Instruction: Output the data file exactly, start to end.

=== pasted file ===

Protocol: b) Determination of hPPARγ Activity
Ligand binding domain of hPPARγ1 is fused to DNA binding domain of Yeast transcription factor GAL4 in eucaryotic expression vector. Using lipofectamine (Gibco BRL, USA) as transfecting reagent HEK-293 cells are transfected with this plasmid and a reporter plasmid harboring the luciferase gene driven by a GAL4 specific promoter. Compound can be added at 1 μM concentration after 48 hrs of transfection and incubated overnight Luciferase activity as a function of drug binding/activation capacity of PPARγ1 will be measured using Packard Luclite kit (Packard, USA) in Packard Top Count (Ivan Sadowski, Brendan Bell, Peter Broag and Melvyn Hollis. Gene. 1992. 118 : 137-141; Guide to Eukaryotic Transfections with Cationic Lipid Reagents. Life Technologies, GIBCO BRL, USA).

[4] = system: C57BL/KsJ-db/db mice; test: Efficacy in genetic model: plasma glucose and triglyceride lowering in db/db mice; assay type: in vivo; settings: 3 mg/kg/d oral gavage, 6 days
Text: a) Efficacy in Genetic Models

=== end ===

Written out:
Protocol: b) Determination of hPPARγ Activity
Ligand binding domain of hPPARγ1 is fused to DNA binding domain of Yeast transcription factor GAL4 in eucaryotic expression vector. Using lipofectamine (Gibco BRL, USA) as transfecting reagent HEK-293 cells are transfected with this plasmid and a reporter plasmid harboring the luciferase gene driven by a GAL4 specific promoter. Compound can be added at 1 μM concentration after 48 hrs of transfection and incubated overnight Luciferase activity as a function of drug binding/activation capacity of PPARγ1 will be measured using Packard Luclite kit (Packard, USA) in Packard Top Count (Ivan Sadowski, Brendan Bell, Peter Broag and Melvyn Hollis. Gene. 1992. 118 : 137-141; Guide to Eukaryotic Transfections with Cationic Lipid Reagents. Life Technologies, GIBCO BRL, USA).

[4] = system: C57BL/KsJ-db/db mice; test: Efficacy in genetic model: plasma glucose and triglyceride lowering in db/db mice; assay type: in vivo; settings: 3 mg/kg/d oral gavage, 6 days
Text: a) Efficacy in Genetic Models